When to See a Vocal Specialist
“I am not a voice doctor.” Whenever a student asks me questions about pain or discomfort in their voice, I always make sure to include that phrase with my response. This is a phrase that any voice teacher should learn to say with confidence.
Voice teachers, repeat after me: “I am not a voice doctor.”
(Unless, of course, you actually are a voice doctor and a voice teacher. In that case, kudos to you.)
Why is this phrase so important? First, because as voice teachers we must strive to be aware of vocal issues that go beyond our realm of knowledge. We must admit when we do not know the answer to a question, and we should not hesitate to have our students seek the opinions of specialists.
Secondly, it’s an important phrase that can open up the conversation about when a student should see a specialist, such as an ENT (an ear, nose, throat doctor, or otolaryngologist)or a vocal therapist. If a student suffers from symptoms that consistently interfere with a healthy speaking or singing voice, they should find a specialist who is accustomed to working with vocalists.
If I suspect that a student might need to see someone, I will suggest that they schedule an appointment with a specialist. I might also suggest that they keep a “Vocal Health Journal” to track their progress, and to make note of any reoccurring trends.
Here are a few questions that could be included in a “Vocal Health Journal”:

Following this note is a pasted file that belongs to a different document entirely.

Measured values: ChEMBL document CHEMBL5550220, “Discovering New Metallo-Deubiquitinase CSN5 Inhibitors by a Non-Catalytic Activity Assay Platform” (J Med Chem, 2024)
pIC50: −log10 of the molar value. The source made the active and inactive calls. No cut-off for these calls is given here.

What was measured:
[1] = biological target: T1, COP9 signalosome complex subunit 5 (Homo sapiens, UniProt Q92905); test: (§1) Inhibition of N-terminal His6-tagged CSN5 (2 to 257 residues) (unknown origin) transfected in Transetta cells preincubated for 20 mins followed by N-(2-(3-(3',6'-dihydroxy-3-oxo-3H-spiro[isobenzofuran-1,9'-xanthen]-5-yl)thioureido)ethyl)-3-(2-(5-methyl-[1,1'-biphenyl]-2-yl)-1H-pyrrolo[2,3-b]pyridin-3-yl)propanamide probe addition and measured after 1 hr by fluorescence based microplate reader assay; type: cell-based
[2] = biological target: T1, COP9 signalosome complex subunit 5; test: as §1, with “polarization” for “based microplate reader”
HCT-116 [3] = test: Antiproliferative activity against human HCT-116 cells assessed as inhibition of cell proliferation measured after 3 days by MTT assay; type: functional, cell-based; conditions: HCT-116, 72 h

1) How does my voice feel when I wake up? Mid-day? End of the day?
2) When are my symptoms the strongest?
3) What kind of foods did I eat? When did I eat them?
4) How much sleep did I get? Was it restful?
5) Daily activities: (exercise, walking, etc.)
If a student plans to see a specialist, be sure to communicately clearly with them and/or their parents before and after the appointment. Remind them to ask their specialist about when (or if) they can resume voice lessons, and if they should practice any specific vocal therapy exercises.
While I might not be a voice doctor, I am a voice teacher. Part of a voice teacher’s job is to educate students about keeping a healthy instrument, and sometimes that means sending them to someone else who can answer their questions. Do your part – have a list of reputable (and vocalist friendly) ENTs and vocal therapists near your studio. If you don’t know where to start, try consulting this list: Voice Doctor Physicians List.
Next week: One of the most frequently diagnosed (and misunderstood) vocal disorders: acid reflux.
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